Anyways we’re doing well and I’m thanking God that this was not a disaster for Joy and Elisabeth both. I’m trusting God that we will get full strength back in his timing.
                  Lars for Elisabeth (and I’m sure Joy also)

Monday, May 21, 2012

Update on L&E

Thanks for your comments, praying friends! I know Lars and Elisabeth both would be blessed to know that people they've never even met are praying for them.

Right now, Elisabeth is with her daughter Val in South Carolina. Lars is still recovering in a Virginia hospital. When I spoke with him yesterday he sounded groggy and confused because of the medications he's on, but was complaining about the bad food (a sure sign that he's still Lars!). He's looking forward to discharge but doesn't know when that will be yet. He underwent surgery to put pins in his fractured neck, and it was successful. He won't be able to live without care for quite a while so please pray as he and Elisabeth are separate that the Lord will continue to bless and give grace to them and their caregivers. There is a very long road of recovery ahead and L&E will need grace for each step in the difficult journey.

I probably won't be putting many further updates on my blog... but thank you for your prayers and concern!


Friday, May 18, 2012

Requesting Prayer For A Friend

"Doc" and I last summer 

Please pray for Lars Gren. Those of you who have followed my blog for a while have heard about my year with the Grens and how dear they are to me. Lars and Elisabeth spent Christmas with us and I haven't seen them since then, but had tickets to visit them at the beginning of next month. Last Tuesday, they were in a very serious car accident while driving to Texas. Since they were in the back seat, Elisabeth and her caregiver Joy were miraculously unharmed--PRAISE GOD!--But he's in the intensive care surgical unit with a fractured neck and several fractured ribs, among other injuries. I spoke with him a few minutes ago and he came through surgery ok but is in VERY rough condition and it's hard to even understand his speech. Thanks be to God, there's no paralyses. But there's a long road of recovery ahead with a lot of questions for the future.

Monday, May 14, 2012

Of dogs and birds

There is a joy in the journey...
There's a light we can love on the way. 
There is a wonder and wildness to life
And freedom for those who obey.
-Michael Card

NOTE: Some of the thoughts from this post have been birthed by reading John Piper's book,  "Desiring God." It's awesome.

My grandparent's dog, Chappy, is staying with us for a while. He's the cutest little fella. A miniature black Schnauzer. Usually tend to love the big manly dogs, but Chappy's just so stinkin' cute that we love having him around when Grandma and Grandpa are on vacation! 

A few minutes ago as I sat here in front of the computer, Chappy plodded into the room and stood near my leg for a moment. Then he licked it. It was so cute and random (because Chappy doesn't lick a lot) that it got my attention and I bent over to love on him a little. He amazes me--in fact, dogs in general amaze me--with their ability to adore humans! The ability to freak out with excitement every time we walk in the door, even if we've only been gone 10 minutes! When Chap hears the word "walk" his perky ears stick up and he gets wild with anticipation. He follows us around barking and practically bouncing with excitement. Same with the word "ride" or "treat" or the phrase"Where's your toy?" :) In short, Chap just kinda' loves life. So, we love being around him.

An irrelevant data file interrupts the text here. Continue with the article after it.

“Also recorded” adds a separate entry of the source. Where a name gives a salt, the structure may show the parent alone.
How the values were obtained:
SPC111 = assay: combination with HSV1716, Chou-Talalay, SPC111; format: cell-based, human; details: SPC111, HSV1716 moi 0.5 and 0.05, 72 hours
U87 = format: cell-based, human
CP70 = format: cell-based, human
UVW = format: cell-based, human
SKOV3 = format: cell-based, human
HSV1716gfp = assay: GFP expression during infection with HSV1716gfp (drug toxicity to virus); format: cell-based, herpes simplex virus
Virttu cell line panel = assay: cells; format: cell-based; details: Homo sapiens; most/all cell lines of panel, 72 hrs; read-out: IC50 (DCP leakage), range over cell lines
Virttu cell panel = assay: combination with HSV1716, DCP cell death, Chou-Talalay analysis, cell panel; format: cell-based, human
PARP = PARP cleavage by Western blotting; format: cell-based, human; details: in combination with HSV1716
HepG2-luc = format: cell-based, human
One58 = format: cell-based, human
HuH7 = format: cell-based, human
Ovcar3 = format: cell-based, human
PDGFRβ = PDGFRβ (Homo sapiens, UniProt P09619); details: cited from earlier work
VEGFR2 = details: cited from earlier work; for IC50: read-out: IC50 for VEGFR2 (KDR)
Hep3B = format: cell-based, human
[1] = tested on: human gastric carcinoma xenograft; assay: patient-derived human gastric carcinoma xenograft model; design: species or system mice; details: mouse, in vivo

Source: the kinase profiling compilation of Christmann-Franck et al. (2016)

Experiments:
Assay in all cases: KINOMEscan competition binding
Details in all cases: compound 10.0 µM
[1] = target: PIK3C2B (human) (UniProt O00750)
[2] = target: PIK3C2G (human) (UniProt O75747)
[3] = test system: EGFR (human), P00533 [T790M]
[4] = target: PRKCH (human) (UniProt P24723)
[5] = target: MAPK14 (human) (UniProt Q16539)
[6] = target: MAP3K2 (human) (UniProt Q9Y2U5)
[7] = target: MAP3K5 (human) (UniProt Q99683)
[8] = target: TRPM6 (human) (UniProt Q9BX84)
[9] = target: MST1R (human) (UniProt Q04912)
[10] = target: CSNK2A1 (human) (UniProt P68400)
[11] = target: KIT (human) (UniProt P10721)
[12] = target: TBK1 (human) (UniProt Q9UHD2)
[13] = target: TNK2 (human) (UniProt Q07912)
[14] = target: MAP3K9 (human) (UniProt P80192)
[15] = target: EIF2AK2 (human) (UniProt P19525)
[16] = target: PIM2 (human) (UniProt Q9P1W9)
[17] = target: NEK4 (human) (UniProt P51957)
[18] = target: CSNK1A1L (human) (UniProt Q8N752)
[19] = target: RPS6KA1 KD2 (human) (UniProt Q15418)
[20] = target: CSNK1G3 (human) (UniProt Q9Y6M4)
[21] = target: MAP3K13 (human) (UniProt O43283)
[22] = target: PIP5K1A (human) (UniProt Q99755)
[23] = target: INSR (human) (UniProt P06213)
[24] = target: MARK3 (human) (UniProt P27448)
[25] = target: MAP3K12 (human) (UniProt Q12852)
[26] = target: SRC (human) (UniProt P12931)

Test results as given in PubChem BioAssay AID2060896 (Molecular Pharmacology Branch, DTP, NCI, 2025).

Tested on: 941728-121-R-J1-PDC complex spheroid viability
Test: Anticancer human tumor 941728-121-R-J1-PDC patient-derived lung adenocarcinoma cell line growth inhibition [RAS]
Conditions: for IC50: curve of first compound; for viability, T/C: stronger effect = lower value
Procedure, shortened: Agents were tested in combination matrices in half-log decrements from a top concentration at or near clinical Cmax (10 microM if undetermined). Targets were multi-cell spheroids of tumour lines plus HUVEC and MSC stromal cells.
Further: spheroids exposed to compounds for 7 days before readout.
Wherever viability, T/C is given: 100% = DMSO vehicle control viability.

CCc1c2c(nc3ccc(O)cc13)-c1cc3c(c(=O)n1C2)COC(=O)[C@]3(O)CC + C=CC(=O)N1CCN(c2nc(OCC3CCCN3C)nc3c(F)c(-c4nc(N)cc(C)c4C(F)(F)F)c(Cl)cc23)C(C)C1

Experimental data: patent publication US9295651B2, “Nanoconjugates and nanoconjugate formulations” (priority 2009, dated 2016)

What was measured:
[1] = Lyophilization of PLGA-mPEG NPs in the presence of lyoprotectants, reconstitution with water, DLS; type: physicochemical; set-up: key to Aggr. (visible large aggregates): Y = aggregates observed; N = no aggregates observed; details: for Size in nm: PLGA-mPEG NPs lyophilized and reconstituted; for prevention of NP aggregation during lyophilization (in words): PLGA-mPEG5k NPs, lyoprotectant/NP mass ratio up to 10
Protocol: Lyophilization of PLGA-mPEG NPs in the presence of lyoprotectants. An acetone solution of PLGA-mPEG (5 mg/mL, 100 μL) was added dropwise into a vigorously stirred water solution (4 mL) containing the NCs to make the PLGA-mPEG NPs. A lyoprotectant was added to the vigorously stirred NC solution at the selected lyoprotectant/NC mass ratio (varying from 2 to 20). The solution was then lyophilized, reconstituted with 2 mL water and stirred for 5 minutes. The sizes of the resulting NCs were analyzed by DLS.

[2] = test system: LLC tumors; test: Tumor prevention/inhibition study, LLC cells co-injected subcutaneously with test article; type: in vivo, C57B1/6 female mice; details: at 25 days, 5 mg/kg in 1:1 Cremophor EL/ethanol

I love searching for life lessons in unlikely places and animals never cease to provide fodder for that habit. God's been using Chap's antics to remind me He, too, loves joy. And He loves it when I am filled with joy. In His very presence is fullness of joy! (Psalm 16:11) 

I want to be one of the most joyful people in the world. I want to retain a childlike wonder and excitement in life, for the REST of my life. I've been striving to keep the wonder and joy in my life alive and this Spring it's been awesome! Standing on a dark night and gazing up at the moon,  just thrilling at the thought that God placed a beautiful, perfectly spherical, glowing ball above my head. Picking a single blade of grass and inspecting it; (really looking at it!) and smiling because of the perfect lines, symmetry, and smoothness, color and yes--beauty of a blade of grass. Rolling down the windows on a warm day and turning up the music and agreeing with Louie Armstrong (though not being quite so guttural about it) that yes, indeed it is a "Wonderful World!" Telling people that the dandelions on their lawn are beautiful (they're almost without exception horrified that I think so. Why are dandelions such villains anyhow? I guess maybe some day when I have my own yard I'll understand.) Kissing a resident in the nursing home where I work on the cheek and watching their face brighten...when's the last time someone kissed them, I often wonder? Laughing with my Gramps over a story he's telling me for the gazillionth time... just because it's HIM telling it and I cherish every second with him. Driving a little more slowly on my way home from work so I can take in the beauty of a green meadow, a blue sky with puffy clouds, or someone's carefully tended flower bed. Complementing God on His artistry in creation. It thrills me.